Calling Japan to close its ivory market
With global attention on the Olympics in Tokyo, Japan has a unique opportunity to end the brutal trade of ivory which is pushing elephants to the brink of extinction.
Despite global leaders taking momentous steps in recent years to close their ivory markets, with the UK, USA and China leading the way, Japan’s ivory market remains open and continues to contribute to the illegal domestic ivory trade .
In a recent opinion piece in the Washington Post, Hillary Clinton and James A. Baker III have called on the Japanese government to close their ivory market noting that “Tokyo now has a singular opportunity to finally eliminate the sale and trade of elephant ivory in Japan while improving its reputation as a global leader and financial capital” .
Whilst Japan has taken steps to amend its legal framework around the ivory trade in recent years, it still hosts the largest remaining legal market and has fallen far behind other global leaders.
Pushing a species to extinction
In the past century alone, the population of African elephants has declined by a staggering 96% and as many as 30,000 are being killed every year for their tusks. This decline is largely fuelled by poaching, motivated by global demand for elephant ivory.
According to DSWF’s conservation partner, the Environmental Investigation Agency (EIA), at least 72 seizures of ivory routed through Japan were made between January 2018 and December 2020 . Furthermore, a recent survey estimated that 19% of Chinese tourists travelling to Japan planned to purchase ivory . This clearly highlights the continued role that Japan’s ivory market plays in the illegal international trade.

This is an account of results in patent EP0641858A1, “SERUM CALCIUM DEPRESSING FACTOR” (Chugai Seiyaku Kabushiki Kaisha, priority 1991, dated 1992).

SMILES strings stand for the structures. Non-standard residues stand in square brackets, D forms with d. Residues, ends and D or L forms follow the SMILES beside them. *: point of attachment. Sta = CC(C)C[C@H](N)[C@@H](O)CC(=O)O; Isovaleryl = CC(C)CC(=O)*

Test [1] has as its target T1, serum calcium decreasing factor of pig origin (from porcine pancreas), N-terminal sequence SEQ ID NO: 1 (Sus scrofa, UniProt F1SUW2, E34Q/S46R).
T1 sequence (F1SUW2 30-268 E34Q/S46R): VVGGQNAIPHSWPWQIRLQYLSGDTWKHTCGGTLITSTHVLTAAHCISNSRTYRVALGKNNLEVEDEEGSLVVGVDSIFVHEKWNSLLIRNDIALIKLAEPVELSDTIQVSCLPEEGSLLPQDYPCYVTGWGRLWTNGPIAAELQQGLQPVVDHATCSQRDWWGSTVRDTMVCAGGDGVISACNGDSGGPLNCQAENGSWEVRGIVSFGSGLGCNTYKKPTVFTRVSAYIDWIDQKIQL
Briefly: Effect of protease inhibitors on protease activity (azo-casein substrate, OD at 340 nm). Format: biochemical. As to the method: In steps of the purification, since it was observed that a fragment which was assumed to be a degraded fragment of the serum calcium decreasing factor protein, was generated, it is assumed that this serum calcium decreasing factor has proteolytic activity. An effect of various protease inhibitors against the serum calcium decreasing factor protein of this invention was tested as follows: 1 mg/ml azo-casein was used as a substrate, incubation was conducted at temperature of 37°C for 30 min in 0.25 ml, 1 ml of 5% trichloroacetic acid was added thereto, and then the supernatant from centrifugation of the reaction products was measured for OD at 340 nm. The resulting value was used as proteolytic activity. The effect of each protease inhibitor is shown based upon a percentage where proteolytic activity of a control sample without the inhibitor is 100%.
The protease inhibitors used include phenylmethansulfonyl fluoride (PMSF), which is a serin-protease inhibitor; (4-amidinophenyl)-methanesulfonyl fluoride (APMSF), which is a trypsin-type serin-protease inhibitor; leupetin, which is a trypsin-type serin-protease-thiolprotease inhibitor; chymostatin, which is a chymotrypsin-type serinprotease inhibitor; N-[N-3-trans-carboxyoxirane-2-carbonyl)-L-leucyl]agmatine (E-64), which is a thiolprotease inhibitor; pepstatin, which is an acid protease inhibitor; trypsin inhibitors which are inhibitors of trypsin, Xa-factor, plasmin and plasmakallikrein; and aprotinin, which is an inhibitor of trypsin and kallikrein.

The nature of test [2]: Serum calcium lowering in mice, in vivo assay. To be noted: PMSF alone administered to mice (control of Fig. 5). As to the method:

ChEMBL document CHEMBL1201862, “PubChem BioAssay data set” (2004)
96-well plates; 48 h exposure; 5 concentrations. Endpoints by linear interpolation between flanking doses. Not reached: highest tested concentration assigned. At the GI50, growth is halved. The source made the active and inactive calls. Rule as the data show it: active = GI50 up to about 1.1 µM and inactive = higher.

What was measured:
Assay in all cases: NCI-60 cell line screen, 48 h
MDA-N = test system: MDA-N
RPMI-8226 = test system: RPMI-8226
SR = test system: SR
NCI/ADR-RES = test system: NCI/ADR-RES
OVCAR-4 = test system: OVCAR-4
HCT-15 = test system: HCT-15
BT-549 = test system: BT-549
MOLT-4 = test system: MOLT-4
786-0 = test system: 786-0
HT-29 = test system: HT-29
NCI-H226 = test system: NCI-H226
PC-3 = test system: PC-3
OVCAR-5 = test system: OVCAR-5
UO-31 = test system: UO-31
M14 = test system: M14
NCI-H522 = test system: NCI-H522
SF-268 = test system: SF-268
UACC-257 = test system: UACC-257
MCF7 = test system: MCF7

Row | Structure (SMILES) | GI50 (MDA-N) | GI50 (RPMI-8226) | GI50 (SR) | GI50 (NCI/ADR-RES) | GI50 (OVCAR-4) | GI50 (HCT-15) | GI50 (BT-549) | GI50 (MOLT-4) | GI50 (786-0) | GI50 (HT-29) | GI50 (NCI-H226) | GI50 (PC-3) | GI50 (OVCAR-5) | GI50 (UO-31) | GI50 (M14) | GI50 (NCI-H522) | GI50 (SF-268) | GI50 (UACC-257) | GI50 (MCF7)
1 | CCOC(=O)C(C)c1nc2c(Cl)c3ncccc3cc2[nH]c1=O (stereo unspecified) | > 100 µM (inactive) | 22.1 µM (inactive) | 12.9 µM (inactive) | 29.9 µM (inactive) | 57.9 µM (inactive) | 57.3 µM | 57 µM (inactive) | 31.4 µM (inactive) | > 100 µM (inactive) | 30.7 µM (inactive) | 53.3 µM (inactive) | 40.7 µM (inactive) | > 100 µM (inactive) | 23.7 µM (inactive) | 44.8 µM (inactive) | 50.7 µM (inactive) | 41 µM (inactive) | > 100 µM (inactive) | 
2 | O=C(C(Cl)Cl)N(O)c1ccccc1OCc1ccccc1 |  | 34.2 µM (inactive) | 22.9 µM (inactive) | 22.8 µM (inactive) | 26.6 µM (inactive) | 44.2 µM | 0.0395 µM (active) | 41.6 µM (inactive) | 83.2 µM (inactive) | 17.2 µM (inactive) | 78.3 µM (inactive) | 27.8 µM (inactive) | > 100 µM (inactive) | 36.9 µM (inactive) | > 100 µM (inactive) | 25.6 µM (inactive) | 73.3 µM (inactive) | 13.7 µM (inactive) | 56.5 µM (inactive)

An opportunity for change
With global attention on the Olympics, now is the time for Japan to take decisive action to close its ivory market, sending a clear message to the international community that ivory is not a commodity to be traded to the highest bidder. Such a move would be in line with the Convention on International Trade in Endangered Species of Wild Flora and Fauna (CITES) which recommends that all nations with legal ivory markets that contribute to poaching close those markets “as a matter of urgency.”
Learn more about DSWF’s work to close ivory markets and see how you could help.